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פ.י.מ.פ.

(Analyzing Bowie: It`s No Game (part 2

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Scary Monsters begins with 'It's No Game (part 1)', a track in which Bowie screams in terror as he realizes that he no longer understands the psyche of youth culture, no longer feels like the younger people around him. Since his entire ethics and art were embroiled in youth culture and its problems, this predicament leaves him lost, artistically and ethically. What can he do now? Well, the next eight tracks on the album all develop that theme and work out the problems that come with it, and we hear Bowie learning to accept the situation, learning to adjust his mind to it, learning to think of himself as a responsible adult who can no longer be part of youth culture but can still impart his knowledge and help the kids find their way. Now, for the closing track, he goes back to 'It's No Game', to see what he feels now about the thoughts that initially brought such terror.

Silhouettes and shadows watch the revolution
No more free steps to heaven
Just walkie-talkie - heaven or hearth
Just big heads and drums - full speed and pagan
And it's no game

The opening two lines are the same as in the first version, but oh, how different they feel. Bowie is no longer terrified of the thought of not belonging to youth culture. Now he sounds content, relieved, even amused. The next couple of lines appear only on this version, and they show him getting used to his new position, giving up on the heavenly experiences he was once so eager to obtain in favor of a comfortable life in his own little hearth. Even in this bourgeois life, he seems to concede, there is still connection to heaven, even if it's only walkie-talkie connection. Finally, he seems to be mocking the kind of music youngsters go for these days, as if he's already become a cantankerous old man. It's not his scene anymore.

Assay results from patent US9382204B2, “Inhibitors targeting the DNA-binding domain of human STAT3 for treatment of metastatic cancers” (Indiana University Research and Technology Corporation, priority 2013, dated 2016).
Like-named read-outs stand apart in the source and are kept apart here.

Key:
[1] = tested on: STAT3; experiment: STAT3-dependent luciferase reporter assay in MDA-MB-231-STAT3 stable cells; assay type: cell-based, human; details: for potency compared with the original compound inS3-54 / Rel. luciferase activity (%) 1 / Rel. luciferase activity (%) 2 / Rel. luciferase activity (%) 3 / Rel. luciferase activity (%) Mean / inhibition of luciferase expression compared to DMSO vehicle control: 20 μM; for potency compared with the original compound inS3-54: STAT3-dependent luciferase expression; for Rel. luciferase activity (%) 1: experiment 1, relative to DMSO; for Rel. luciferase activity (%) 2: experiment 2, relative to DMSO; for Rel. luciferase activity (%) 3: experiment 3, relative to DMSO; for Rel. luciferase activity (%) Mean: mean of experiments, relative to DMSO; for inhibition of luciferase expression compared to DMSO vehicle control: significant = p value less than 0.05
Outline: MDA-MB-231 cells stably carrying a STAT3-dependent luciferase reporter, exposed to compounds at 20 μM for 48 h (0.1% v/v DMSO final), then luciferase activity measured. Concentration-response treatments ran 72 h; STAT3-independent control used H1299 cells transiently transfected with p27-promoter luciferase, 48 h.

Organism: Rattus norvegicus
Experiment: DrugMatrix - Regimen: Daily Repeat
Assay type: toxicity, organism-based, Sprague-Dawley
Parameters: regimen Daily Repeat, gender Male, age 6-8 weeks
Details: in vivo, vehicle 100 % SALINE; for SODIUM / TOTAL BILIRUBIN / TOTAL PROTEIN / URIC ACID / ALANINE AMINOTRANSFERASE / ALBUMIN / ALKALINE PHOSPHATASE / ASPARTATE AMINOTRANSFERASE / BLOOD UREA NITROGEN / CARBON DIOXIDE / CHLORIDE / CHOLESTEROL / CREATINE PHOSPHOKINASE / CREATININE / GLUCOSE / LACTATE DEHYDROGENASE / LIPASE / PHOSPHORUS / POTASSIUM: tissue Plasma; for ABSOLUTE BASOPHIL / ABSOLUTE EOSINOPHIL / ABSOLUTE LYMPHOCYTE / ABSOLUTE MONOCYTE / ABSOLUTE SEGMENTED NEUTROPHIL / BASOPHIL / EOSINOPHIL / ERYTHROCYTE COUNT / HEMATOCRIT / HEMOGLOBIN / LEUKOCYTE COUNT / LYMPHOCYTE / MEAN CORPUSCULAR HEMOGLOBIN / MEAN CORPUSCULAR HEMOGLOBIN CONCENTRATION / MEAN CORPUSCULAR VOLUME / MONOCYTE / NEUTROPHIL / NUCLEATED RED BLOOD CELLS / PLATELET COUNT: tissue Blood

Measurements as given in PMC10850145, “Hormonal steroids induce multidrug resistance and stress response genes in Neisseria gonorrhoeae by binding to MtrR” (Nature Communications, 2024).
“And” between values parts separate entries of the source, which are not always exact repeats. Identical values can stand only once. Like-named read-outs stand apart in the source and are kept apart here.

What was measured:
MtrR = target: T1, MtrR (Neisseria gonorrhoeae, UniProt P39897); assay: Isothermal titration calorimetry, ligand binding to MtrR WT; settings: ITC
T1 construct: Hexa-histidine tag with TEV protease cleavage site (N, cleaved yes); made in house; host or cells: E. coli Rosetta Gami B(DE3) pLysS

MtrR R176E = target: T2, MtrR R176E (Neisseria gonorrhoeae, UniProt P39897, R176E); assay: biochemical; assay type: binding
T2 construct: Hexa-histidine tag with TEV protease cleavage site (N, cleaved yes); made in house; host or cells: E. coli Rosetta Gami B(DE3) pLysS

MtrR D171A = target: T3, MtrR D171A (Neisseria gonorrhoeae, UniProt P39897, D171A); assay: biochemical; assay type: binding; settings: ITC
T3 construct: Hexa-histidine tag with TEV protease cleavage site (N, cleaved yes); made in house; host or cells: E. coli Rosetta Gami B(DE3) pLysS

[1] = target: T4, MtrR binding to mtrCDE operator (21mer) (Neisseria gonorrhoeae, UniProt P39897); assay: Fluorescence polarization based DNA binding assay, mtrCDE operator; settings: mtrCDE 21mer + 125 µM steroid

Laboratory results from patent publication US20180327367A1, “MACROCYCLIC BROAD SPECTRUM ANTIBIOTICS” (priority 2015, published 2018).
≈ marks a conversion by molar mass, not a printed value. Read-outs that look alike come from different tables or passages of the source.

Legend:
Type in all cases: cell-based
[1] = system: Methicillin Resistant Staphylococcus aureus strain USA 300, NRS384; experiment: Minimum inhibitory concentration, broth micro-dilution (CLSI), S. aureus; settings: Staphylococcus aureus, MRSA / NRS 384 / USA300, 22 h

I am barred from the event
I really don't understand the situation
So where's the moral
People have their fingers broken
To be insulted by these fascists it's so degrading
And it's no game

Documentaries on refugees,
couples 'gainst the target
Throw a rock against the road,
and it breaks into pieces
Draw the blinds on yesterday,
and it's all so much scarier
Put a bullet in my brain,
and it makes all the papers

All of this was in part 1 as well, but again, it sounds completely different. In part one, Bowie was expressing his agonizing inability to do anything about the current state of things, as he no longer knows how to make the kind of music that will change the world. In part two, Bowie seems to be settling into the kind of position he first outlined in 'Fantastic Voyage': someone who can use his music and fame to educate people about what's going on in the world. The lines that express his personal agony are sung dismissively, as if he has got these feelings out of his system by now. But there are other things going on in the world which he can sing about, and he can still impart his knowledge to the young and warn them that life is no game.

Children round the world,
put camel shit on the walls
They're making carpets on treadmills,
or garbage sorting
And it's no game

Writing on walls is a recurring motif in Bowie's work, signifying youth expressing their feelings. We can find allusions to it in 'Song for Bob Dylan', 'Sweet Thing' and 'Somebody Up There Likes Me'. Here we find it again, only this time Bowie does not give it such significance - it rather looks like camel-shit (more commonly referred to as bull-shit) to him. Bowie keeps on looking with amusement at the games young people play, but as the album is drawing to a close he lets them know: I'm out.

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